Phil quickly responded, “Yeah.” He also instantly added, “It really just depends on the speed on the bar.” He even mentioned using velocity-based trainers to help with that and understand that. He also said you can use specific percentages based upon what speed is relative to the power that it is supposed to be.

Phil, ever the humble and knowledge-seeking person, turned the tables and asked me a question. Direct quoting Phil, “From a percentage-based perspective, what is the speed on the bar for, let’s say, a maximal effort power clean?”

My response was, “Max effort? .8 to 1 meter per second.”

Phil chimed back, “That is pretty much dynamic effort. We would use accommodate resistance to allow for compensatory acceleration to occur.” He mentioned using bands because they create over speed. He also mentioned that it eliminates the athletes from overthinking. To drive the point home, Phil pointed out that Olympic lifting is a sport. The sport of Olympic lifting can be used to get better at other sports. But the goal is to get bigger, faster, stronger.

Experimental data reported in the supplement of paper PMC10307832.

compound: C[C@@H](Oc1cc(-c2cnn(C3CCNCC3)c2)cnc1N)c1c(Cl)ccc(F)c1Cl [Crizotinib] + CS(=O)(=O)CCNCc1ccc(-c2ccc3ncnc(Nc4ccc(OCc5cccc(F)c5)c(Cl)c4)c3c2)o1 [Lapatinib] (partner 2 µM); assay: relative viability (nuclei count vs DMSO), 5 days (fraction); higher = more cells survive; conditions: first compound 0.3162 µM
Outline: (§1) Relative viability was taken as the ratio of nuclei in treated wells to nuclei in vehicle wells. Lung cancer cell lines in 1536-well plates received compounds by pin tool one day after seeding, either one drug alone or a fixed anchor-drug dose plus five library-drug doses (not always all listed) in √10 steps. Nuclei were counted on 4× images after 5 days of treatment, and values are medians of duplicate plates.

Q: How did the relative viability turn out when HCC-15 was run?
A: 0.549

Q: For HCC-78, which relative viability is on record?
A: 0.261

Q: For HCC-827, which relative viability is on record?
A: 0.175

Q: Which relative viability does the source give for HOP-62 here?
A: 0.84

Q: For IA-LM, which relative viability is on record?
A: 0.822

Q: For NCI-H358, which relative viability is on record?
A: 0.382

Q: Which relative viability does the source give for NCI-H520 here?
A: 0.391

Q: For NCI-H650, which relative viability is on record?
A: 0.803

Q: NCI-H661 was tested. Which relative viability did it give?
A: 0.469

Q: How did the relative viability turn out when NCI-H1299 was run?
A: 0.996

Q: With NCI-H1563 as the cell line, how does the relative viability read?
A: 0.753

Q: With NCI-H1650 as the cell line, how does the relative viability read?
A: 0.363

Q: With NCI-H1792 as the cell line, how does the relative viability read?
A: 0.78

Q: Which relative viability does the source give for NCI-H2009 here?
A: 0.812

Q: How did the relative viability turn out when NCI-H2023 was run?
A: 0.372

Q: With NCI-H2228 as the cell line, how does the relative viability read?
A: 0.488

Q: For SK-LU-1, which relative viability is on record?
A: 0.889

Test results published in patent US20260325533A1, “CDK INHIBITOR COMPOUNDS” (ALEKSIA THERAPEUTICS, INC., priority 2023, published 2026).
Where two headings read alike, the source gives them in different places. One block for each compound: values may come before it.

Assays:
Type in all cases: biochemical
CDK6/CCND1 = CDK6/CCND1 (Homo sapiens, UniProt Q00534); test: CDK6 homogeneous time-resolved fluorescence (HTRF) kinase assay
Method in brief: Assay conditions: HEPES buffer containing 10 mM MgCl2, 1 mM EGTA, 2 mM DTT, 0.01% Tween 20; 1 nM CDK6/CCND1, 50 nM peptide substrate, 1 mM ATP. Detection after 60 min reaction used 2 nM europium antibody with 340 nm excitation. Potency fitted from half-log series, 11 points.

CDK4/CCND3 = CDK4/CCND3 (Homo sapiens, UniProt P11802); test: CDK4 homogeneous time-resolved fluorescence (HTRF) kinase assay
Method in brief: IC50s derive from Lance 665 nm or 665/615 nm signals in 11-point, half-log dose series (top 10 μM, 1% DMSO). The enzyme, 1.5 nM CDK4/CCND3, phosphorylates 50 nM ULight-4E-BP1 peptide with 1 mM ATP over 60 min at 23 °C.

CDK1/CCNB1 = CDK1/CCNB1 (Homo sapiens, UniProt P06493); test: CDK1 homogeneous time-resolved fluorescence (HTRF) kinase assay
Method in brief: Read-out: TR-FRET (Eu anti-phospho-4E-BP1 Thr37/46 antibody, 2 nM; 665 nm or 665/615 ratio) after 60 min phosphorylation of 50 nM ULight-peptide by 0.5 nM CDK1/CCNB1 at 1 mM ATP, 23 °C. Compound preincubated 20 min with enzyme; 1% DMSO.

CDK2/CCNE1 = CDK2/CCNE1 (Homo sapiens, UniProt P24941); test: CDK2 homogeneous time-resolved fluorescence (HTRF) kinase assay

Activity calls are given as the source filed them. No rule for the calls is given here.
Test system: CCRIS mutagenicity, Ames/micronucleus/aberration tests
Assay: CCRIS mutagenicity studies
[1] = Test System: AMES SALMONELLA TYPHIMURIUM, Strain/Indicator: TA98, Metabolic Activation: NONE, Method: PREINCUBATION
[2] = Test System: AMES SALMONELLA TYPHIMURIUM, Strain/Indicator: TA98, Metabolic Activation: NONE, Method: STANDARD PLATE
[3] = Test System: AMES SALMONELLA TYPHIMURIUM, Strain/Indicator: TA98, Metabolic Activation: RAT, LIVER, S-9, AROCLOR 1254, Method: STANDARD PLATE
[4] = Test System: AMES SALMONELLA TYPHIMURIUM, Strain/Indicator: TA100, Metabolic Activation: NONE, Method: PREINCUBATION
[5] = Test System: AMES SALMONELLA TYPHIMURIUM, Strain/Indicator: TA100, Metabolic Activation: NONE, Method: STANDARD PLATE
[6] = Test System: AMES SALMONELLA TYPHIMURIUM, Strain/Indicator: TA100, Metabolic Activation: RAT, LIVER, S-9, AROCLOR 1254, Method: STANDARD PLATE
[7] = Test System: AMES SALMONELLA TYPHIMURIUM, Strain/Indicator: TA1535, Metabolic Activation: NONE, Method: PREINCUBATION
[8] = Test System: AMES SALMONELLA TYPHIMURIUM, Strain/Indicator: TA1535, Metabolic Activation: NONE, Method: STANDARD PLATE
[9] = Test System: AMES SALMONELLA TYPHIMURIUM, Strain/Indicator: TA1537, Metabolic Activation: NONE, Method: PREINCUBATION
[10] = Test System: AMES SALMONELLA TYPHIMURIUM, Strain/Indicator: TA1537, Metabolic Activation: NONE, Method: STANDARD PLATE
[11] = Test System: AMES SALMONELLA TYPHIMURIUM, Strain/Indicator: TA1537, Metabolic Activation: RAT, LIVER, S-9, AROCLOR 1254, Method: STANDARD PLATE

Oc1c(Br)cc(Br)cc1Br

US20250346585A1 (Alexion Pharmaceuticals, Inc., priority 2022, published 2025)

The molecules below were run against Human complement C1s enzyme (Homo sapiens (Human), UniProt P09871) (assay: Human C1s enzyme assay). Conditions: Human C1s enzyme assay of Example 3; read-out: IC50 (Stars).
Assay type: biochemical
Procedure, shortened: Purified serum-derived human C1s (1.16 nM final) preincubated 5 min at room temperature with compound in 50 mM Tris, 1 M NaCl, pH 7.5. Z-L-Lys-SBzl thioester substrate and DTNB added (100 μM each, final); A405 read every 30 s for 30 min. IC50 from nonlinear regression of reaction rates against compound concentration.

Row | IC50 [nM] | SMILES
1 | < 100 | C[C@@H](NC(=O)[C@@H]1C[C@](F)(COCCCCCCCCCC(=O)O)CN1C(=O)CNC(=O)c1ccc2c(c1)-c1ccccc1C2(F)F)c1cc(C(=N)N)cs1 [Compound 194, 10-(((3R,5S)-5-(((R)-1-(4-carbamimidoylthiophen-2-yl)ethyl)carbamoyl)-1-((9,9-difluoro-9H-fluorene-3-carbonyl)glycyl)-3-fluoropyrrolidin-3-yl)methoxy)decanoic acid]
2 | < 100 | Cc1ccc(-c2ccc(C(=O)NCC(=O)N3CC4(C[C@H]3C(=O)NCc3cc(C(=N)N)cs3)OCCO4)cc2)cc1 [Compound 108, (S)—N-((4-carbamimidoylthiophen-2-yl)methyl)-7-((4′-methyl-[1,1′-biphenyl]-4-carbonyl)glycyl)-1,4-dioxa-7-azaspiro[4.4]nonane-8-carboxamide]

Phil, who trains mainly boxers, fighters, and football players, talked about his whole goal is to get the stimulus adaptation that will correlate over to the sport being trained for.

I then gave a hypothetical of using bands in a back squat, front squat, or even a zercher, and the bands are pulling the athlete back down at the top. In theory, it felt similar, but not exactly, to catching a clean at the top to create a similar transfer. Phil talked about the same concept of pulling yourself under the bar, grabbing the stretch-shortening cycle, and that the deadlift, a pure concentric motion, doesn’t have that.